This refers to the remission of penances that used to be imposed on sinners by the laws of the Church. In the early days of the Christian society each sin had in a manner of speaking its “dues“ in satisfactory works. To make up for such and such a sin, there was an allotted amount of days of penance; for another, a certain amount of years was needed. However, these punishments were very severe. The dues of one single sin was at times of seven years, ten years, twenty years, or even a lifetime! Therefore, when it is noted that an indulgence gives a remission of three years, for example, it means that the faithful receives the same remission for his sins as thought he had done three years of penance according to the old rules of the Church.
The days and the years of penance forgiven to the sinners by the Church do not therefore represent the days and years in the purgatory?
No, these indulgences do not refer to the sufferings of the next world, but to those of the present life. However, there is a certain proportion between the pains imposed by the Church here on earth and the expiatory pains of the purgatory. For example, if someone dies right after having received an indulgence of seven years, his pains in the purgatory will be reduced as much as if he had suffered here on earth during seven years according to the past practices of the Church.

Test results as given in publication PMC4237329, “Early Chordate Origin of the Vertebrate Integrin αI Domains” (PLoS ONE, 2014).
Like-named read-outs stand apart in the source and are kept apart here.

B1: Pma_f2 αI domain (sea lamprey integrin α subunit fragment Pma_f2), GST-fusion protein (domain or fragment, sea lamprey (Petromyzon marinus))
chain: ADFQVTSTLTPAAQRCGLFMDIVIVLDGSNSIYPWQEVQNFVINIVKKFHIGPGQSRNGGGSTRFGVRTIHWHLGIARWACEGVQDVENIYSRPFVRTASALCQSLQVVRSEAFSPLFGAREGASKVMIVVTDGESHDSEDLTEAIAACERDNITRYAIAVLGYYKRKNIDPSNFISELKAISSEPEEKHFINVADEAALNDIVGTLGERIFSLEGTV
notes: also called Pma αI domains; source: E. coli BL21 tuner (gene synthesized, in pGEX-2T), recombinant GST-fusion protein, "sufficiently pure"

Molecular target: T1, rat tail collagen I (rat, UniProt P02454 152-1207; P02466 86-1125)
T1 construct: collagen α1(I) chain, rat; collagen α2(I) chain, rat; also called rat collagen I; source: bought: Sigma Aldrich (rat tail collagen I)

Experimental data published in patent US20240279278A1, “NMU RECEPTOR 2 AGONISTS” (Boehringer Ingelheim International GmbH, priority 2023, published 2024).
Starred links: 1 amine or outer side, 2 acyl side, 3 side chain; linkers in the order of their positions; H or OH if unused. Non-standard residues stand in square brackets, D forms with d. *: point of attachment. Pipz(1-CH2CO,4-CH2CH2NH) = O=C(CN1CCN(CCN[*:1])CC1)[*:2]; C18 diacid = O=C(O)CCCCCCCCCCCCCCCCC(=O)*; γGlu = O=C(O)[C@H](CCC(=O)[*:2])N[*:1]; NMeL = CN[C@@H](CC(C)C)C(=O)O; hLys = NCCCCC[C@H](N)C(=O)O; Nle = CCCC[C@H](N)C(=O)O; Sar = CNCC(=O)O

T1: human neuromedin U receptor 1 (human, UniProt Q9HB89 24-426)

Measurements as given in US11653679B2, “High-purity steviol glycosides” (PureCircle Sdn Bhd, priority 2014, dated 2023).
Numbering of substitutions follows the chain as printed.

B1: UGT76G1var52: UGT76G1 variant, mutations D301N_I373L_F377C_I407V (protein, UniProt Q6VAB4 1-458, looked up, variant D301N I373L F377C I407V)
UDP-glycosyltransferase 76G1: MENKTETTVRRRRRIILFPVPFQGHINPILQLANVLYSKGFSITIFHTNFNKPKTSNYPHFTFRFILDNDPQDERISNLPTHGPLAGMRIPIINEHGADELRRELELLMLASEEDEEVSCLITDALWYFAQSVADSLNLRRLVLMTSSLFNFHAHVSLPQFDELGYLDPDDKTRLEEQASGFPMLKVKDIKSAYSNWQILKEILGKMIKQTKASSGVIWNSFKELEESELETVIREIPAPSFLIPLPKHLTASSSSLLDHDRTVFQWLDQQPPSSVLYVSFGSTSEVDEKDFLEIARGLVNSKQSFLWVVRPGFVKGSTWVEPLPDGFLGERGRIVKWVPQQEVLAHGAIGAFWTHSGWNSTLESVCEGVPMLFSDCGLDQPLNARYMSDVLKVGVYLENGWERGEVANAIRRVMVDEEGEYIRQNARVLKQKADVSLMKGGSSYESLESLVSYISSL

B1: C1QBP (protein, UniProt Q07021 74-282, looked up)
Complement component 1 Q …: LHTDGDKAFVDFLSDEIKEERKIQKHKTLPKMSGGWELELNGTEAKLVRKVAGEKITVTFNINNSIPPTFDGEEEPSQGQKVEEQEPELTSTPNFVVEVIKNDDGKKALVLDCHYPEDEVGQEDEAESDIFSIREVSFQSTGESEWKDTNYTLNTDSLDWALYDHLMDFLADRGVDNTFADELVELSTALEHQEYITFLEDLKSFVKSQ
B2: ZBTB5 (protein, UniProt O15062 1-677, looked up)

Can the indulgences of the Church be applied to the souls in the purgatory?
Yes, on condition that this is authorized by the person that established the said indulgence (the Pope or a Bishop). As for the indulgences of the Rosary, the Church allowed for this application. For example, the indulgence from 1st to 8th November that requires a visit of the graveyard. It can only be applied to the souls in the purgatory.
Indulgences can only be applied to the person who gains the indulgence or to the souls in the purgatory, not to other living persons, because we do not know, if they are in the state of grace.
What are the terms and conditions to gain a full indulgence?
The Church wants us to do good works with every indulgence! The Holy Scripture mentions especially three kinds of good works: to do alms, to pray, to fast (Matthew 6:3, 5, 16). And of course, the Church wants us to work on our salvation: to go to the Holy confession, to the Holy Communion, to pray with the intentions of the Church and to avoid sin.
So we have to go to the Confession (8 days before or after the day we want to gain an indulgence); we have to go to the Holy communion each day we want to gain an indulgence; we have to pray with the intention of the Holy See. This intention is fixed by the Church. (We pray for the exaltation of the Church, for the extermination of the heresies, for the spread of the Catholic Faith, for the conversion of sinners, for peace among the Christian kings and for all other goods of the Christian people) – it is not the intention that there shall be peace among all religions; and we must be free from any binding to sin, even venial sins.
What are the special conditions to gain a full indulgence?
To gain a full indulgence, we must do a special work, fixed by the Church:
To say 5 decades of the Holy Rosary, to read the Holy Scripture for half an hour, to say a special prayer after the Holy communion, to go to the graveyard praying for the souls in the purgatory and so on.
Let us appreciate more the indulgences! Let us gain a lot of indulgences, especially for the souls in the purgatory! Amen.